Monday, August 30, 2010

Lady Musgrave Island - Great Barrier Reed

Lady Musgrave Island is a 14ha(35 acres) uninhabited coral cay with 1292ha of surrounding reef.  The trip was from the town of 1770 onboard the Spirit of 1770 - a trip I'd recommend to anyone - only $150 for the whole day including delicious meals - morning tea on arrival at 10am, lunch, afternoon tea and cheese and cabana just before departure from the island at 3.45pm.

Most of the time was spent snorkelling - my first experience of this and boy did I LOVE it - couldn't get me out of the water (except for the food of course)

The dead coral that forms the island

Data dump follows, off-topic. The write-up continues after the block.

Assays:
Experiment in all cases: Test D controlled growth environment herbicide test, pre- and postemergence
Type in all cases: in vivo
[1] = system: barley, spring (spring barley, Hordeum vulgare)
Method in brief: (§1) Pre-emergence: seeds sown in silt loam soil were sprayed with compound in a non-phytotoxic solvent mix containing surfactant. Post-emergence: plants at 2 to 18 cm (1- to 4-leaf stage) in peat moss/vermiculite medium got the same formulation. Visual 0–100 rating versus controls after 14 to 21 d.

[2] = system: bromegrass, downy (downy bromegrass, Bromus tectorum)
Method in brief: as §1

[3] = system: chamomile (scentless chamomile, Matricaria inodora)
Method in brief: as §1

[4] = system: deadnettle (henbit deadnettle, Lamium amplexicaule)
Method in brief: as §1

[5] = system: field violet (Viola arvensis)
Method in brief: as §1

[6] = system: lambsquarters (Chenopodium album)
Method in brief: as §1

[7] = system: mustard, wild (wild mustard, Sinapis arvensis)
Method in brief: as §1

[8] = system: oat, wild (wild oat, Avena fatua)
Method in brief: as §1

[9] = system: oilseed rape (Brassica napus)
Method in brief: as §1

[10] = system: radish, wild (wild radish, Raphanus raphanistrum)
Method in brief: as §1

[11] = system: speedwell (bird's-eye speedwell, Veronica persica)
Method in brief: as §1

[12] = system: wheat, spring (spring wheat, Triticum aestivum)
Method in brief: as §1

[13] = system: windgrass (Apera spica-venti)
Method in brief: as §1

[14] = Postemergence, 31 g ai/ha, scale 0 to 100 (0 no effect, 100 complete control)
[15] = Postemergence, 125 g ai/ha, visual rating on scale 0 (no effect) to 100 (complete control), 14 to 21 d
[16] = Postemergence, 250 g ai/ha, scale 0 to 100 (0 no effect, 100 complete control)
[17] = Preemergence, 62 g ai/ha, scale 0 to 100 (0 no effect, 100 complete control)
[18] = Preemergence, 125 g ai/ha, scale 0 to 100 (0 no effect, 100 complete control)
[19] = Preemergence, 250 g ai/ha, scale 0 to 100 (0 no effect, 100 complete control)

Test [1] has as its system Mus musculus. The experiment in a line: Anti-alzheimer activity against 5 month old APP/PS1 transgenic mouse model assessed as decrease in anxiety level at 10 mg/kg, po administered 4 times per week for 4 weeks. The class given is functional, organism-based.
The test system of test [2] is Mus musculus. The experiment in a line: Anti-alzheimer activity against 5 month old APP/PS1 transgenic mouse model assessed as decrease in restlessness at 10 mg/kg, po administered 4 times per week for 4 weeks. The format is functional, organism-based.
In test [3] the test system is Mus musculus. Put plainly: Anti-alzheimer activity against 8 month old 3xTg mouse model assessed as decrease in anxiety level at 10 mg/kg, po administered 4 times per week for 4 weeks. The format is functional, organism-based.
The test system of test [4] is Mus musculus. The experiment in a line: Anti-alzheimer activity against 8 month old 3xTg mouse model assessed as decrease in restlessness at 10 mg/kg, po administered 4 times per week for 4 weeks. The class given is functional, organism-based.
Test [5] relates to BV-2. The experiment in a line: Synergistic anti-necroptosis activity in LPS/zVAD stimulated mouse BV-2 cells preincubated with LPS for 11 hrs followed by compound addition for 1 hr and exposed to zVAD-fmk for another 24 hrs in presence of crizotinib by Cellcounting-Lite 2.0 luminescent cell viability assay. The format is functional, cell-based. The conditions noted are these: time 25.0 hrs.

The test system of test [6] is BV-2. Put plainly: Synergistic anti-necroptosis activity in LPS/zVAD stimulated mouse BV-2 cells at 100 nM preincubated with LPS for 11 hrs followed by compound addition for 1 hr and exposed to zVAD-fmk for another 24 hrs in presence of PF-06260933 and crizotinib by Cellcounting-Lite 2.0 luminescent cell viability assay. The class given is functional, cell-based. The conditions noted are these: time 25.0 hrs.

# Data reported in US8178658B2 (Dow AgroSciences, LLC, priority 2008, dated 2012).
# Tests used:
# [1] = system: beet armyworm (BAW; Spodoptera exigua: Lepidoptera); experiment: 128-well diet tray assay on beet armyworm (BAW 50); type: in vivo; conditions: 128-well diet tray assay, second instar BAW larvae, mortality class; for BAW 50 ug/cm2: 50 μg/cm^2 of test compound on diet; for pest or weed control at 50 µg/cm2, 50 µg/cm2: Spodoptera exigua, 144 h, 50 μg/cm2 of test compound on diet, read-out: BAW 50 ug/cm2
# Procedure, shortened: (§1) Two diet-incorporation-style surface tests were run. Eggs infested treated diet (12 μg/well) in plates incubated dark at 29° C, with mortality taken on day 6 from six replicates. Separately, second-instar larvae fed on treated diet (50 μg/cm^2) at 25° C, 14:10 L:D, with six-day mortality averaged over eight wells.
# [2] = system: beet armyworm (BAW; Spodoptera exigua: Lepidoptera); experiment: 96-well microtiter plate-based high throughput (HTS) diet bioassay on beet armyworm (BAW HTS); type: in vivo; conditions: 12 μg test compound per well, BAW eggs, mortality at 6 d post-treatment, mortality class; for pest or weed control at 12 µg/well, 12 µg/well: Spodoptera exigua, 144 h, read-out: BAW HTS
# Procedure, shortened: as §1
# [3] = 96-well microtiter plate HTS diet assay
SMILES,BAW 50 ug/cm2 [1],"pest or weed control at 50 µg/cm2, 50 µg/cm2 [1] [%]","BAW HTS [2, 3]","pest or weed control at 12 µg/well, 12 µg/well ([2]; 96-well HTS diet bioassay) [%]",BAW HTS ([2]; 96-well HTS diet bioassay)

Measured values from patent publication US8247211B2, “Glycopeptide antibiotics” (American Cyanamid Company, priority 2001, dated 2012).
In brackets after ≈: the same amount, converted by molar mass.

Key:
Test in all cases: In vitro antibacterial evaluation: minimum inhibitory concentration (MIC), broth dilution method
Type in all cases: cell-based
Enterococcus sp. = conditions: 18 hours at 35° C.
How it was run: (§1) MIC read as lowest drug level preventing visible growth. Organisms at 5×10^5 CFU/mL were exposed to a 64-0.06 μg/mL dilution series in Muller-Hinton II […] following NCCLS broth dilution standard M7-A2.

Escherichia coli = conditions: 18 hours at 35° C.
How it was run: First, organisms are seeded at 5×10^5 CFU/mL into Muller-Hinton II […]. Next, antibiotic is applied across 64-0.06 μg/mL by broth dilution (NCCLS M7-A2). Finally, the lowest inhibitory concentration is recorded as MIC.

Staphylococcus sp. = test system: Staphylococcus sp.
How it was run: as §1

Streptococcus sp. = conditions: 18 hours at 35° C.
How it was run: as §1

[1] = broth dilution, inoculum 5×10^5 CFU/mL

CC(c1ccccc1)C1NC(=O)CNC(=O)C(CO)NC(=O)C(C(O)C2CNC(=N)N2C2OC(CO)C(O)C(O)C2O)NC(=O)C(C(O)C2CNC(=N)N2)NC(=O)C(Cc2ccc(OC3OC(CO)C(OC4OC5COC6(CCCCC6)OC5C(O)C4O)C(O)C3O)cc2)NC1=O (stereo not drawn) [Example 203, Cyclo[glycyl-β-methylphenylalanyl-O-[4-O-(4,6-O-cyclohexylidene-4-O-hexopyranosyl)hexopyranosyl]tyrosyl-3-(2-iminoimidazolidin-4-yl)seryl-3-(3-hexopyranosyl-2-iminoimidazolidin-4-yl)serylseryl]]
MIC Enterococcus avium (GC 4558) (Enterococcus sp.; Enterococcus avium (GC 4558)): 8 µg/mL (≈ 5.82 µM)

Lady Musgrave from the air

Approaching Lady Musgrave Island
The island is only around 6,000 years old so you are seeing the very beginnings of the formation of land here - first the dead coral then Pisonia trees which provide an evolutionary feature with their sticky seeds and their ability to generate from fallen trunks or limbs.

During October - March White-capped Noddie birds come to the island in their thousands and whilst flying amongst the trees collect the sticky seeds on their bodies - some collect so much they are unable to fly and fall to the ground and die and this together with their dung provides  fertiliser for the barren ground.

Such a great variety of colourful fish that swim so close to you, and in such vast numbers, that you feel like you are one with them - like you are part of the ocean.

Turtles too - both Loggerhead and Green Turtles nest and swim here. I only saw smallish ones - apparently they only reach reproductive age when they are 30 years old and around 1 metre in size - the one's I saw were around 50cm